This post is in no way sponsored or endorsed by Netflix.

Atelier was my introduction to the world of Asian dramas available on YouTube. And there are so, so, many to choose from. Atelier, which is also branded as Underwear in some regions, is the story of Tokita Mayuko** (Mirei Kiritani), a young woman starting out in the couture lingerie fashion industry, and what sets her apart from other startup designers, is her obsession with fabrics. She’s a total nerd, seriously. It kind of makes her adorable.

Emotion, the company she goes to work for, is renowned for its excellence in lingerie, but its owner, President Nanjo Mayumi (Mao Daichi) is both a demanding employer and harbors ambitions and secrets far beyond the experience of little Mayuko, who must learn, in this coming-of-age Netflix Original miniseries, how to grow into the artist she longs to become, and navigate the treacherous world of the fashion industry.

This is the first extended TV series that I can recall ever watching in a foreign language and I admit, there is a learning curve. Unlike other binge-worthy shows on Netflix, dramas in a foreign language (thankfully, with English subtitles, or I’d be hopelessly lost!) do not allow you to follow the story in the background while you’re doing other things. If you don’t know the native language, you have to be paying attention to the subtitles. So yes, there is a lot of reading involved. Once I was able to transition past that, the subtitles fades into the background in the same way that a translator disappears, and you’re just speaking face-to-face with that other person, and focusing on their message, their story.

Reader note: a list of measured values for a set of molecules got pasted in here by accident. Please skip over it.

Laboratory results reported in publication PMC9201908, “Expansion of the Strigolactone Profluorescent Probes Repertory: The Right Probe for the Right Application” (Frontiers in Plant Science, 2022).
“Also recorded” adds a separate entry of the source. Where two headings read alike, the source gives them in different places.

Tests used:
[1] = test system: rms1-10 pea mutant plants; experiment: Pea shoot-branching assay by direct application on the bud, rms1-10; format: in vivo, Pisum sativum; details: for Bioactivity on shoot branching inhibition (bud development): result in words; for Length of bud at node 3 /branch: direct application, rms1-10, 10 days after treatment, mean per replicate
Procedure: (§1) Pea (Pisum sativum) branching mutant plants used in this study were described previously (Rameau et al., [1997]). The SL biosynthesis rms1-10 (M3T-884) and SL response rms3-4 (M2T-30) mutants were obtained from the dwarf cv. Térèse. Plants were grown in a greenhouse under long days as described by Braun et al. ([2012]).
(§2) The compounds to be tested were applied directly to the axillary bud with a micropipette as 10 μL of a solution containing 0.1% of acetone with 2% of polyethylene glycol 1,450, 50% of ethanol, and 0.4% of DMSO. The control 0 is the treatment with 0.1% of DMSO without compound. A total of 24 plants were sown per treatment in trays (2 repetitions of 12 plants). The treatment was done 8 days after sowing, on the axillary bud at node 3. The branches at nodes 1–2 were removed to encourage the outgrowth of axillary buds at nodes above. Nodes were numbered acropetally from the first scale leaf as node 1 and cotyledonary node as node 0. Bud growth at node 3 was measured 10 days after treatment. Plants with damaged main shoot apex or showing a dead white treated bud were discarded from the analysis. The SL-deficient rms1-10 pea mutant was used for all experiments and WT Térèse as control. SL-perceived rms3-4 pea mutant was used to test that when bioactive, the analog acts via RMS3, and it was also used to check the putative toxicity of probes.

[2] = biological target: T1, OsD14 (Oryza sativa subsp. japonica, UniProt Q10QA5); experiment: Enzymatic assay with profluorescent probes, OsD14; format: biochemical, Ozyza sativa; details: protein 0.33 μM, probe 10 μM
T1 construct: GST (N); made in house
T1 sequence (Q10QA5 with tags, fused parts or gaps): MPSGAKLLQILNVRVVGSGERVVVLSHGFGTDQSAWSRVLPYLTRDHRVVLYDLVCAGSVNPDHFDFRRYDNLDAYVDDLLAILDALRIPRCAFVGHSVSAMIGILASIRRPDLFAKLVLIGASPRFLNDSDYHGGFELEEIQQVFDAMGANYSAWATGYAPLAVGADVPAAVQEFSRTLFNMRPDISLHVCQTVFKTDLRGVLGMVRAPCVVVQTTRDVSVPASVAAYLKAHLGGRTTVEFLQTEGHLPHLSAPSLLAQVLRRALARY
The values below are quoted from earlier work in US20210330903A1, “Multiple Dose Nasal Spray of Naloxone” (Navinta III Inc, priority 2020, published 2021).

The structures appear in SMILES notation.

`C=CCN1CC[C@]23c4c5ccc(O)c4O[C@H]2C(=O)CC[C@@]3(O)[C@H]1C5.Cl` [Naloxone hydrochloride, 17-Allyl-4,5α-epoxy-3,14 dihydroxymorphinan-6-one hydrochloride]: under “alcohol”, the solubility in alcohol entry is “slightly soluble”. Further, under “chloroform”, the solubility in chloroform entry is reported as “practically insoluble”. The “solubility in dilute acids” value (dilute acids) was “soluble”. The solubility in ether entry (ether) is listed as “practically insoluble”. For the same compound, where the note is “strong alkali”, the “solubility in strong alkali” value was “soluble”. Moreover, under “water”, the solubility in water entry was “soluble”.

Albeit with some racy imagery (it is called Underwear for a reason!), you are left with an engrossing story that is universal in its application, if exotic (to Westerners like me), in its setting. And that is probably where I got hooked. The story is for mature audiences (in my opinion, probably teenagers or up), but if you are a fan of fashion workplace dramas like The Devil Wears Prada, you will probably enjoy giving this a try.

If this post inspires you to see the series for the first time, or if you’re a veteran viewer of Atelier, please consider commenting and letting me know what you liked or didn’t like about the series. I look forward to hearing from you.

Over the next few months, expect to see more updates of other Chinese, Korean and Japanese dramas and romantic comedies that I’ve enjoyed over the years, available on Netflix.